Swedish pop band cools off Beijing summer By Wang Yu In this era of Internet broadcasting, boundaries have been broken down; music produced by independent European labels has even found fans in China. Among these indies is Labrador Records, a Swedish pop company that has produced big bands like The Radio Dept, which will perform at MAO Livehouse on July 28. The band was created by schoolmates Elin Almered and Johan Duncanson, who named it after a radio repair shop called Radioavdelningen (The Radio Department). However, the two men soon stopped playing music


together. The band made a comeback in 1998 when Duncanson was joined by another guitarist Martin Larsson. Its turning point came in 2001. That year, Labrador Records heard its sounds on a CD that came free with music magazine Sonic, and signed the band. Two years later, it cut its debut album Lesser Matters. The artists showed off their talent with distorted buzzy guitar sounds inherited from the Shoegaze trend and driving digital drums. They describe their music as “cold and warm.” The album was ranked No. 9 on NME magazine’s list of the 50 Best Albums of 2004.

The musicians say they don’t feel pressure from the competition. “We despise most bands and artists, especially the ones people think belong to our scene. The ones we like we don’t see as competition. They’re an inspiration,” guitarist Johan Duncanson said. The MAO Live concert, organized by local Hot Pot Music, which focuses on introducing foreign bands to Beijing, is only one of band’s stops in the country. Its China tour will also stage performances in Shanghai, Hong Kong and Taipei. The Beijing concert will include guest band The Chinos, a brit-

porary Beijing, G01, Red Courtyard 2, Caochangdi, Cuigezhuang, Chaoyang District When: Until August 30, daily except Monday, 11 am – 9 pm Admission: Free Tel: 5127 3187

Tel: 6402 5080 New Perfume in Beijing Where: Yugongyishan, 3-2 Zhangzizhong Lu, Dongcheng District When: 9 pm Admission: 50 yuan Tel: 6404 2711

The Life Journey – “Tour Diary” Theme Show Where: MAO Live House, 111 Gulou Dong Dajie, Dongcheng District When: 9 pm Admission: 50 yuan

Erin Brockovich Where: Blend Coffee, Room 1354, Building 13, Jianwai SOHO West Area, 39 Dongsanhuan Zhong Lu, Chaoyang District When: 7 pm

pop group from Wuhan. The Radio Dept.’s repertoire for the show includes songs from its two albums and a couple from its upcoming record, Clinging to a Scheme. “We never do very long shows because we prefer leaving people wanting more, rather than getting booed off the stage,” Duncanson said. The Radio Dept. China tour Where: MAO Livehouse, 111 Gulou Dong Dajie, Dongcheng District When: July 28, 8:30-12 pm Admission: 200 yuan Tel: 6402 5080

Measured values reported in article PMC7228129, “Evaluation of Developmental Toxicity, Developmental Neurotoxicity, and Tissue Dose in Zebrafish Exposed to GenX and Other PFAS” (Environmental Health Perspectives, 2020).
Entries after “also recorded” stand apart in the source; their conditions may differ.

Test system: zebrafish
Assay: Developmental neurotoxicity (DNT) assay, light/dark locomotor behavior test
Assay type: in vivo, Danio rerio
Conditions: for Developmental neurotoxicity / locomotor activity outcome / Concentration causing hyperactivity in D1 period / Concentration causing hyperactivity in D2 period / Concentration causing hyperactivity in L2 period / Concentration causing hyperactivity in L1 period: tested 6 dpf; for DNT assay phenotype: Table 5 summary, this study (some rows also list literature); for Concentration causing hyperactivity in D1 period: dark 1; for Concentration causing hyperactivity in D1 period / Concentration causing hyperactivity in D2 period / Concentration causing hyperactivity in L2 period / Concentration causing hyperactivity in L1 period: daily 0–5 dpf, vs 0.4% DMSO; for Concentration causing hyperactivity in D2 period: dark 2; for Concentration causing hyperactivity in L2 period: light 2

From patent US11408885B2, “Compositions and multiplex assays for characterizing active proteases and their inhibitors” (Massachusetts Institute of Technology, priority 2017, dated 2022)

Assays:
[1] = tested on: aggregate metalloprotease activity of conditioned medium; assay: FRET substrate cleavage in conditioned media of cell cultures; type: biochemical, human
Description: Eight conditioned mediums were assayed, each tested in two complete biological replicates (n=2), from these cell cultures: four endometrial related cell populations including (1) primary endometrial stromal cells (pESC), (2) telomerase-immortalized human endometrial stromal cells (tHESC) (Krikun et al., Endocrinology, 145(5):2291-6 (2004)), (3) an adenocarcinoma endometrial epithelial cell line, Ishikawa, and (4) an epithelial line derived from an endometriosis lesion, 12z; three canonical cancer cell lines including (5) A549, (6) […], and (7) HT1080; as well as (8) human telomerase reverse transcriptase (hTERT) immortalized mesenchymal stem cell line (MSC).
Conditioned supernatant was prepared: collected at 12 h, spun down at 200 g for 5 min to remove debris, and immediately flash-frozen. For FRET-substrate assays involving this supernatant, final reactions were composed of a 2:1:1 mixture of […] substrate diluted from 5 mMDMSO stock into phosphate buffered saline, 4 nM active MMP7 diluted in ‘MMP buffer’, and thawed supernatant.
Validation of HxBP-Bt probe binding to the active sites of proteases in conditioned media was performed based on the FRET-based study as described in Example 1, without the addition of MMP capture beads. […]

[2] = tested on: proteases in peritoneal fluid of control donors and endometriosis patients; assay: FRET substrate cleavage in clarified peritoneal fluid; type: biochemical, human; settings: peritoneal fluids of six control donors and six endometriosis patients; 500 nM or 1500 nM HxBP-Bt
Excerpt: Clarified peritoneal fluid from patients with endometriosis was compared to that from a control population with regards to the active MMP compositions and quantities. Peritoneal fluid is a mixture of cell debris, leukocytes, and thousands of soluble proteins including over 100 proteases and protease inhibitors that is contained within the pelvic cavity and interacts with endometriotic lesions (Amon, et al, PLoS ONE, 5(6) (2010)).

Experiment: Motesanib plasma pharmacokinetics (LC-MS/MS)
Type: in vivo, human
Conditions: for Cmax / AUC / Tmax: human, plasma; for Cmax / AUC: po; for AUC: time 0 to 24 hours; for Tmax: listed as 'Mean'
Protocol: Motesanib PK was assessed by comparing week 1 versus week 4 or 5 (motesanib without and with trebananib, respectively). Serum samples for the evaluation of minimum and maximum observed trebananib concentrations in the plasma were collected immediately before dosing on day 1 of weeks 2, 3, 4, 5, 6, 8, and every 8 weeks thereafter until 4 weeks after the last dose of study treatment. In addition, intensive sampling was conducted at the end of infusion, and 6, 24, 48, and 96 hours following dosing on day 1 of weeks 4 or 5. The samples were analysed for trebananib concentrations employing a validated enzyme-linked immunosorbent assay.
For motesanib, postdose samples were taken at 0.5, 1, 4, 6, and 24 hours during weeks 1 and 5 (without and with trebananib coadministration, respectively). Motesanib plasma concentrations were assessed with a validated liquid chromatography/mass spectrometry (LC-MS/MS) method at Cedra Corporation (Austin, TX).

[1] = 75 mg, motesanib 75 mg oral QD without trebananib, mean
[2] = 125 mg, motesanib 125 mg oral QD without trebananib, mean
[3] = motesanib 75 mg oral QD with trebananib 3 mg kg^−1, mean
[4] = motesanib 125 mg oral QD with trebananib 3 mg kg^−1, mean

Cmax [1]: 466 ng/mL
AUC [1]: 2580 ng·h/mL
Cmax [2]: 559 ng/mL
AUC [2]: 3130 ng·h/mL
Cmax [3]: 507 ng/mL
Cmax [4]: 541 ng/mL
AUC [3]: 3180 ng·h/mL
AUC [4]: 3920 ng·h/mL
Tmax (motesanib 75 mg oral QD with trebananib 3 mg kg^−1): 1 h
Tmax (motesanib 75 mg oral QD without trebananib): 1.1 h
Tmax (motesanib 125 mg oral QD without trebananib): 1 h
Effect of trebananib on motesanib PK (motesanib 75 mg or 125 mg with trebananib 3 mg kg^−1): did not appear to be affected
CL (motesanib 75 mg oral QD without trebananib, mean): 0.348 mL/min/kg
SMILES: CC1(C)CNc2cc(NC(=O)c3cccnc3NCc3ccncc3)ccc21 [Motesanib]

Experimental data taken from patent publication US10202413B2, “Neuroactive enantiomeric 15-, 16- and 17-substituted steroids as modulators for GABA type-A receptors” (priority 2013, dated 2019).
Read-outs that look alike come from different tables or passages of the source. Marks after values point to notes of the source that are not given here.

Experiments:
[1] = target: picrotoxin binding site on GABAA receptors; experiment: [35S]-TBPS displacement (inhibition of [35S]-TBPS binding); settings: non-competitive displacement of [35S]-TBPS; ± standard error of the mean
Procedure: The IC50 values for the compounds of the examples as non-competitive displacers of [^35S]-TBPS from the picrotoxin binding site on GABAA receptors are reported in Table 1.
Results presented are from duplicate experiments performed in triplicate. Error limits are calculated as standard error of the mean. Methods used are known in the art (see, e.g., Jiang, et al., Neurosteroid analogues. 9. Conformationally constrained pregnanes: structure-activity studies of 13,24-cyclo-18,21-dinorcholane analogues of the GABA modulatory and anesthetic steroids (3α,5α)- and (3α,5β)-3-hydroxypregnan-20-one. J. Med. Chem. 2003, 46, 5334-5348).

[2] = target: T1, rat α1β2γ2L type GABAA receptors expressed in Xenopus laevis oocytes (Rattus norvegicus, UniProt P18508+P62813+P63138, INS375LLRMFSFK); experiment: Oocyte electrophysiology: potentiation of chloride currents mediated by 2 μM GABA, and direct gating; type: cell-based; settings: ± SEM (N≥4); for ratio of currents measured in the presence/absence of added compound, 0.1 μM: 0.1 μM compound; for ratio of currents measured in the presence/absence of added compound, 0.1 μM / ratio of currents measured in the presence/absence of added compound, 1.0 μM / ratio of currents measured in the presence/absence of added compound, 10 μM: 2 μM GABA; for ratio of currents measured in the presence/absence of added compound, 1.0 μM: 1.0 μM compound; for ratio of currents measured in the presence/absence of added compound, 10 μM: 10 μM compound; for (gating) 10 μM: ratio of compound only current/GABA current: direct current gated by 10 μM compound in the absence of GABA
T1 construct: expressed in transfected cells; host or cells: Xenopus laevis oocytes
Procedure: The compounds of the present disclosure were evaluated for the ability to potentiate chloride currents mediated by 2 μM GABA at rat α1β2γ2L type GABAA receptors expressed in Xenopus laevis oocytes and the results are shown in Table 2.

Friday, July 17 Exhibition


Editor: Zhang Nan Designer: Zhao Yan

Meeting Point Where: C271-272, B2 Zhongguancun Plaza Shopping Mall, 15 Zhongguancun Dajie, Haidian District When: Until August 6, daily, 10 am – 10 pm Admission: Free Tel: 8267 4001 Jeong Ja Young, Yu Kiwanami and Kosuke Yamawaki Exhibition Where: Noda Contem-



Saturday, July 18 Exhibition

The First Contemporary China Printmaking Academic Exhibition Where: Today Art Museum, Pingod Community, 32 Baiziwan Lu, Chaoyang District When: Until July 29, daily 10 am – 5 pm Admission: 10 yuan; 5 yuan for students Tel: 5876 0600

Shangdu, 8 Dongdaqiao Lu, Chaoyang District When: Until July 20, daily, 10 am – 10 pm Admission: Free Tel: 13661292687


Hard Candy Where: 1905 Movie Club, B2, 6 Xiangjun Bei Li, Dongsanhuan Bei Lu, Chaoyang District When: 7:30 pm Admission: Free Tel: 6591 8189


Gérard Rondeau & Pan Shiyi – 2009 SOHO Photography Exhibition Where: 3/F SOHO

Hi-Low – Our Summer Where: Wild Strawberry Cafe, 52 Houhai Nanyan, Xicheng District When: 7 pm Admission: 20 yuan Tel: 8328 4250 The Verse Funk Band Where: MAO Live House, 111 Gulou Dong Dajie, Dongcheng District When: 9 pm Admission: 60 yuan Tel: 6402 5080

Admission: Free Tel: 5869 5030


Sunday, July 19

China’s Growing Sands This April, British photojournalist Sean Gallagher was awarded a travel grant by the prestigious Pulitzer Center on Crisis Reporting to conduct a multi-layered investigation into China’s battle against desertification. Where: Cafe Zarah, 42 Gulou Dong Dajie, Dongcheng District When: Until August 5, daily, 10 am – midnight Admission: Free Tel: 8403 9807 Subjective Images Where: Taikang Top Space, 798 Art District, 2 Jiuxianqiao Lu, Chaoyang District When: Until July 25, daily, 11 am – 5 pm Admission: Free Tel: 6438 8443